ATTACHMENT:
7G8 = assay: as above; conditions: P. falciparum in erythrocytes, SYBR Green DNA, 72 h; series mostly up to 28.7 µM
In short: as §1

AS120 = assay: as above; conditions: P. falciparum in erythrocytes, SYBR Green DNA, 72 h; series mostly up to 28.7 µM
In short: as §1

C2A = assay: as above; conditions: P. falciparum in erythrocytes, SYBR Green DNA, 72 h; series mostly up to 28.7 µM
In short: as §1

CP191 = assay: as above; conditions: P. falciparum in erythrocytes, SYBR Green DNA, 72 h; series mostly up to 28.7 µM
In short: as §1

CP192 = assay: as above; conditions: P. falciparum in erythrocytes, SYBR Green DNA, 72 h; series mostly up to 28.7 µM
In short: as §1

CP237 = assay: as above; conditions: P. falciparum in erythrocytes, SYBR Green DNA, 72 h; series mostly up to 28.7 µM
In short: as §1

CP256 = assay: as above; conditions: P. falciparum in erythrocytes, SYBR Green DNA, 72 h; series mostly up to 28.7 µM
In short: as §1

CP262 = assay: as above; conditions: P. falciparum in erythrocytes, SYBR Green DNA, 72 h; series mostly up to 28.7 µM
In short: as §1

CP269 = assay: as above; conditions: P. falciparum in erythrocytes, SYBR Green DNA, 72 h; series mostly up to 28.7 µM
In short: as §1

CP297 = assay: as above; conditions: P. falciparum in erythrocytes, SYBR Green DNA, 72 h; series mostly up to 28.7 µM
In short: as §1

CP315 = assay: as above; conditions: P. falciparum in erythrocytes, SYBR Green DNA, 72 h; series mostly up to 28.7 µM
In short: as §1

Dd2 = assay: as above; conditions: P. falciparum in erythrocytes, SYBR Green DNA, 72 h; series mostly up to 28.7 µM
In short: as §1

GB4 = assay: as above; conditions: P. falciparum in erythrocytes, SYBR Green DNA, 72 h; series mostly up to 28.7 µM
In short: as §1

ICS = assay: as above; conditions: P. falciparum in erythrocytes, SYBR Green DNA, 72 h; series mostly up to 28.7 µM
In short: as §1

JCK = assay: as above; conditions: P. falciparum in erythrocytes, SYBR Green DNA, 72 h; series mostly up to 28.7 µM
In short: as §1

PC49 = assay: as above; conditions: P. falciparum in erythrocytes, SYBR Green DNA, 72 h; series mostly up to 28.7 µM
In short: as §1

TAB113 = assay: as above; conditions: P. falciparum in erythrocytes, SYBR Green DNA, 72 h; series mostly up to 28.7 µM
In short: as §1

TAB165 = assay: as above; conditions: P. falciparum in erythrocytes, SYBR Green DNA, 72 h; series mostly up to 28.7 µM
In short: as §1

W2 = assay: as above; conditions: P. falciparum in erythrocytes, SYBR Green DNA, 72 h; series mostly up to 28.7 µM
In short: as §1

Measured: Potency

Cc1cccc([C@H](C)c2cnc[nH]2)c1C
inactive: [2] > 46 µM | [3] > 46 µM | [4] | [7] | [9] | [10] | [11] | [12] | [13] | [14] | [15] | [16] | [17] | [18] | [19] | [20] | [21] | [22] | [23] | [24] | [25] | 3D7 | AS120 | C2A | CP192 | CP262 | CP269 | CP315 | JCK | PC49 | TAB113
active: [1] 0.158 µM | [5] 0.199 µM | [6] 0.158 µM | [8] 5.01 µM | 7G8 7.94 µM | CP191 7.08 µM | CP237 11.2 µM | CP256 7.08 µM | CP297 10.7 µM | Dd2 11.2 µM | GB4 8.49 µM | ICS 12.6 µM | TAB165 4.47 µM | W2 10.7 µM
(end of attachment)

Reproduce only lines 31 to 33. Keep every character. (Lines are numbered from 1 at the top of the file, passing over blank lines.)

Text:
PC49 = assay: as above; conditions: P. falciparum in erythrocytes, SYBR Green DNA, 72 h; series mostly up to 28.7 µM
In short: as §1

TAB113 = assay: as above; conditions: P. falciparum in erythrocytes, SYBR Green DNA, 72 h; series mostly up to 28.7 µM